|PLANET HULK No. 1, July 2015|
Despite Senior Editor Mark Paniccia’s back page assurances to the contrary, it is very easy to believe that many of this “Secret Wars” tie-in title’s 72,868 readers in May 2015 thought “Planet Hulk” was going to be little more than a dissatisfyingly goofy magazine whose only real selling points were “perhaps the greatest Marvel Team-Up yet” of Captain America and Devil Dinosaur, and the fact that the storyline was set upon a “Battleworld” island which was populated by numerous incarnations of Doctor Bruce Banner’s famous green-hued alter ego. For whilst Sam Humphries’ actual narrative concerns a rather serious assassination mission by Steve Rogers in order to save the life of his long-time friend Bucky Barnes, the tales’s cringingly-corny place names, such as Gamma Lake, She-Hulk Shore, Port Banner and Barrens of the Tribal Hulks are at best uninspiring.
Fortunately however, once the Minneapolis-born writer’s script moves beyond the shield-carrying Killiseum gladiator’s victory over “the Wolverine clan”, and the Captain’s subsequent attempt to feed Arcade to his prehistoric partner, matters become far less “crazy-cool” and actually settle down into a somewhat enthralling adventure involving “the themes of friendship… loyalty, idealism and nobility.”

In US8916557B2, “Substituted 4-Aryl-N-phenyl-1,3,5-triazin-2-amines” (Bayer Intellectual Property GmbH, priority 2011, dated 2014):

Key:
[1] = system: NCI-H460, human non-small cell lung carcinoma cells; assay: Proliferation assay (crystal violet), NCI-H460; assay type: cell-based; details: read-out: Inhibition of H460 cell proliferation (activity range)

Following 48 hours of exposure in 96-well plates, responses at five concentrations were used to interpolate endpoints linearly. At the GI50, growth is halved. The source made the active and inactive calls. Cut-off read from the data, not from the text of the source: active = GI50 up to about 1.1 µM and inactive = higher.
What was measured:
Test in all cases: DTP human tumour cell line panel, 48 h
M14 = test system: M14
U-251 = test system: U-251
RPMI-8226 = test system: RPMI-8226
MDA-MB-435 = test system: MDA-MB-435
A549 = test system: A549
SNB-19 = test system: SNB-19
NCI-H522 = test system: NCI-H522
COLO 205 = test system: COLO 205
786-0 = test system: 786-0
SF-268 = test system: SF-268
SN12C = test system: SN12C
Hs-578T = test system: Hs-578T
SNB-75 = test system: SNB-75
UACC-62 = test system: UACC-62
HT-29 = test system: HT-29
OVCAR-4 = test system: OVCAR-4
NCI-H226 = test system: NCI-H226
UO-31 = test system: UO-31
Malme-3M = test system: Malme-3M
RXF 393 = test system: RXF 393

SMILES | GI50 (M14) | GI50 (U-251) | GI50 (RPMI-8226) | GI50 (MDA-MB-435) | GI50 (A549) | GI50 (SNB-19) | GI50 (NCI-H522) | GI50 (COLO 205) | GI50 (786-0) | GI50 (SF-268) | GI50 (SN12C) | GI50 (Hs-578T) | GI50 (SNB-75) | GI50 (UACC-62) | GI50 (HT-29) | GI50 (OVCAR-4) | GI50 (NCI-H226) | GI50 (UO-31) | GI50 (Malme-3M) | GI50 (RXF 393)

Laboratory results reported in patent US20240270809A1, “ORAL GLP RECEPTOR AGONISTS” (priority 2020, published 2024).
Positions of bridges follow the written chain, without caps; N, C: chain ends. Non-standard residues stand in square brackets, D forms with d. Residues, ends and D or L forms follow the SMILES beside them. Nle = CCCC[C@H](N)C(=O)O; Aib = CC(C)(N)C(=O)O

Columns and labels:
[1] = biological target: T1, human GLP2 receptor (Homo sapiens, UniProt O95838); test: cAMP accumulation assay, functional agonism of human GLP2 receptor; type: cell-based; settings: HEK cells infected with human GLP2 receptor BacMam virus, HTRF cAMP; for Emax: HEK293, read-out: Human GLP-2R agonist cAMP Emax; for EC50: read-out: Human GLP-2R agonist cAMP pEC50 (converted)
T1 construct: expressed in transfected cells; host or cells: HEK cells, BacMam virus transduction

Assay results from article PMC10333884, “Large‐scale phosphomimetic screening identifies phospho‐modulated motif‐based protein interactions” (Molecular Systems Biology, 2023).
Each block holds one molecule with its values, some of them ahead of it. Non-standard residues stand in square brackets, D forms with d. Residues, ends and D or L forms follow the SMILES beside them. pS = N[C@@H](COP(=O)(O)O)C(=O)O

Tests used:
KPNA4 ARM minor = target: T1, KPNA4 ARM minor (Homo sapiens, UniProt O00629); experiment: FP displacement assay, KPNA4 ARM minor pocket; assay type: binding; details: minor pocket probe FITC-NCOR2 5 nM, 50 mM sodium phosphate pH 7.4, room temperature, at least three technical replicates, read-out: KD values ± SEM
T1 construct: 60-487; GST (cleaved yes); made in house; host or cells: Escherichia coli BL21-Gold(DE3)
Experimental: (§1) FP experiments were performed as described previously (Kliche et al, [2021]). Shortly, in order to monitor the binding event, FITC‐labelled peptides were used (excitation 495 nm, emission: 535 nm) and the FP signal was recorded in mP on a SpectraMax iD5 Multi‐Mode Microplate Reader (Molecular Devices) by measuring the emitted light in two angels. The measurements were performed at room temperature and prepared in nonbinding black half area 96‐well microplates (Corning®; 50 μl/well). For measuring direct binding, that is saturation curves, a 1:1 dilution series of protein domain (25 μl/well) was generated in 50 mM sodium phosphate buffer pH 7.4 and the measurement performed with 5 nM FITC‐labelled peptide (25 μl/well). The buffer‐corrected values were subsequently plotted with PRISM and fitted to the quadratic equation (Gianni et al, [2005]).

Indeed the American author’s characterisation of an especially sinister Sheriff of Agamotto, who seems to revel in the pain and anguish of the chained former living legend during a tense scene set within “the heart of Doomstadt”, is particularly well-penned. Especially when events within the “Secret Wars” mini-series itself reveal that Stephen Strange knows very well who his captive formerly was before Earth-1610 and Earth-616 collided and yet still appears to smirk and evilly grin as the scarred ‘super-soldier’ is forced to bow before Doctor Doom in humble obedience; “The people love to see you fight. But they will love another. You breath now only by the grace of Doom. Since the day of your birth, you have owed your life to Doom.”
Marc Laming’s artwork is also rather pleasing to the eye, most notably his wonderful illustrations of Jack Kirby’s red reptile, even if some of the Englishman’s actual layouts, such as when Devil Dinosaur supposedly ‘gulps up’ Arcade and Captain America, don’t necessarily clearly convey what’s actually happening upon the first read.
|The regular cover art of "PLANET HULK" No. 1 by Michael Del Mundo|